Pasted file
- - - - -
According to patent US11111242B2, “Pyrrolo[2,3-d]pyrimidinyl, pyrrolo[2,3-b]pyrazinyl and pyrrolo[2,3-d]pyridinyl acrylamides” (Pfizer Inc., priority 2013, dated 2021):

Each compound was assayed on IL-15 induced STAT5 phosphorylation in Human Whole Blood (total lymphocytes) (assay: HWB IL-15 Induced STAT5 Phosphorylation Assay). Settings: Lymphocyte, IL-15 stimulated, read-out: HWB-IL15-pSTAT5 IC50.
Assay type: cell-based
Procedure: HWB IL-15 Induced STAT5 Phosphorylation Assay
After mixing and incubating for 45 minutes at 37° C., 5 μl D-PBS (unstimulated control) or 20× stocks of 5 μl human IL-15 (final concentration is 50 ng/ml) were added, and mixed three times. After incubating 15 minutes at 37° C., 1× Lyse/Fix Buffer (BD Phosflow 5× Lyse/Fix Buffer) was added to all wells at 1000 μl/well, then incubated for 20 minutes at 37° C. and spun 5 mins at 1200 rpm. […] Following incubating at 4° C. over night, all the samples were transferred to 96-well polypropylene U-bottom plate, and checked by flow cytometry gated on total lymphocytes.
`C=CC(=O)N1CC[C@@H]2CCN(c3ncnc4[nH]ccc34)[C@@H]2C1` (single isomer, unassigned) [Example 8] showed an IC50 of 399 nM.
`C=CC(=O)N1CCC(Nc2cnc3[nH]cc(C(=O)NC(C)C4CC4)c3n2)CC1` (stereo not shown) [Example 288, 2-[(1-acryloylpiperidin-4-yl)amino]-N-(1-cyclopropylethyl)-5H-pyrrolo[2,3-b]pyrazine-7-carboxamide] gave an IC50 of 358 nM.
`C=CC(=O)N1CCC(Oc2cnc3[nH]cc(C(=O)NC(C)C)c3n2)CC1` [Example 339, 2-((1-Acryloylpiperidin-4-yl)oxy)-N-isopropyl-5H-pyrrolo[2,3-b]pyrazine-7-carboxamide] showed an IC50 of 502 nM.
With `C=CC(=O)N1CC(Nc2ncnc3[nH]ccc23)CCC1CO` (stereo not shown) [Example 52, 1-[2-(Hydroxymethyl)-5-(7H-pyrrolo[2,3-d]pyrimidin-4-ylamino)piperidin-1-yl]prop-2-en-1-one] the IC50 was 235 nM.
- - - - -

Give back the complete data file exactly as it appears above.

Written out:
According to patent US11111242B2, “Pyrrolo[2,3-d]pyrimidinyl, pyrrolo[2,3-b]pyrazinyl and pyrrolo[2,3-d]pyridinyl acrylamides” (Pfizer Inc., priority 2013, dated 2021):

Each compound was assayed on IL-15 induced STAT5 phosphorylation in Human Whole Blood (total lymphocytes) (assay: HWB IL-15 Induced STAT5 Phosphorylation Assay). Settings: Lymphocyte, IL-15 stimulated, read-out: HWB-IL15-pSTAT5 IC50.
Assay type: cell-based
Procedure: HWB IL-15 Induced STAT5 Phosphorylation Assay
After mixing and incubating for 45 minutes at 37° C., 5 μl D-PBS (unstimulated control) or 20× stocks of 5 μl human IL-15 (final concentration is 50 ng/ml) were added, and mixed three times. After incubating 15 minutes at 37° C., 1× Lyse/Fix Buffer (BD Phosflow 5× Lyse/Fix Buffer) was added to all wells at 1000 μl/well, then incubated for 20 minutes at 37° C. and spun 5 mins at 1200 rpm. […] Following incubating at 4° C. over night, all the samples were transferred to 96-well polypropylene U-bottom plate, and checked by flow cytometry gated on total lymphocytes.
`C=CC(=O)N1CC[C@@H]2CCN(c3ncnc4[nH]ccc34)[C@@H]2C1` (single isomer, unassigned) [Example 8] showed an IC50 of 399 nM.
`C=CC(=O)N1CCC(Nc2cnc3[nH]cc(C(=O)NC(C)C4CC4)c3n2)CC1` (stereo not shown) [Example 288, 2-[(1-acryloylpiperidin-4-yl)amino]-N-(1-cyclopropylethyl)-5H-pyrrolo[2,3-b]pyrazine-7-carboxamide] gave an IC50 of 358 nM.
`C=CC(=O)N1CCC(Oc2cnc3[nH]cc(C(=O)NC(C)C)c3n2)CC1` [Example 339, 2-((1-Acryloylpiperidin-4-yl)oxy)-N-isopropyl-5H-pyrrolo[2,3-b]pyrazine-7-carboxamide] showed an IC50 of 502 nM.
With `C=CC(=O)N1CC(Nc2ncnc3[nH]ccc23)CCC1CO` (stereo not shown) [Example 52, 1-[2-(Hydroxymethyl)-5-(7H-pyrrolo[2,3-d]pyrimidin-4-ylamino)piperidin-1-yl]prop-2-en-1-one] the IC50 was 235 nM.